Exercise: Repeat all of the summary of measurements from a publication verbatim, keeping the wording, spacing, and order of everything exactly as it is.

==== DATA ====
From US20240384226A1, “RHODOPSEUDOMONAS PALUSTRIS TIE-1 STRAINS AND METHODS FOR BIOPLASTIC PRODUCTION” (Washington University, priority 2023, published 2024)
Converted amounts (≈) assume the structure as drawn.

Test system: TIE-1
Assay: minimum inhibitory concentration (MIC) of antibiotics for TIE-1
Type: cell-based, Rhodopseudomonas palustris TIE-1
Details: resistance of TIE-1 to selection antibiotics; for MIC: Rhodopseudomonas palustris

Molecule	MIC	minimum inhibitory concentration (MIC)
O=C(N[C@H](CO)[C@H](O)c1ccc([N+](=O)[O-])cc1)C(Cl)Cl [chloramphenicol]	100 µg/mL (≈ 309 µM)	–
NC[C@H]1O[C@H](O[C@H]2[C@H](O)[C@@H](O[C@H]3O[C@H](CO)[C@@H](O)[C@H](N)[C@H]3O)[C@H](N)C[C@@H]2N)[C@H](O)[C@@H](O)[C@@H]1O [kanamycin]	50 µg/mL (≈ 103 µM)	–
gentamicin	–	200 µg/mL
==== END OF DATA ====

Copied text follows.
From US20240384226A1, “RHODOPSEUDOMONAS PALUSTRIS TIE-1 STRAINS AND METHODS FOR BIOPLASTIC PRODUCTION” (Washington University, priority 2023, published 2024)
Converted amounts (≈) assume the structure as drawn.

Test system: TIE-1
Assay: minimum inhibitory concentration (MIC) of antibiotics for TIE-1
Type: cell-based, Rhodopseudomonas palustris TIE-1
Details: resistance of TIE-1 to selection antibiotics; for MIC: Rhodopseudomonas palustris

Molecule	MIC	minimum inhibitory concentration (MIC)
O=C(N[C@H](CO)[C@H](O)c1ccc([N+](=O)[O-])cc1)C(Cl)Cl [chloramphenicol]	100 µg/mL (≈ 309 µM)	–
NC[C@H]1O[C@H](O[C@H]2[C@H](O)[C@@H](O[C@H]3O[C@H](CO)[C@@H](O)[C@H](N)[C@H]3O)[C@H](N)C[C@@H]2N)[C@H](O)[C@@H](O)[C@@H]1O [kanamycin]	50 µg/mL (≈ 103 µM)	–
gentamicin	–	200 µg/mL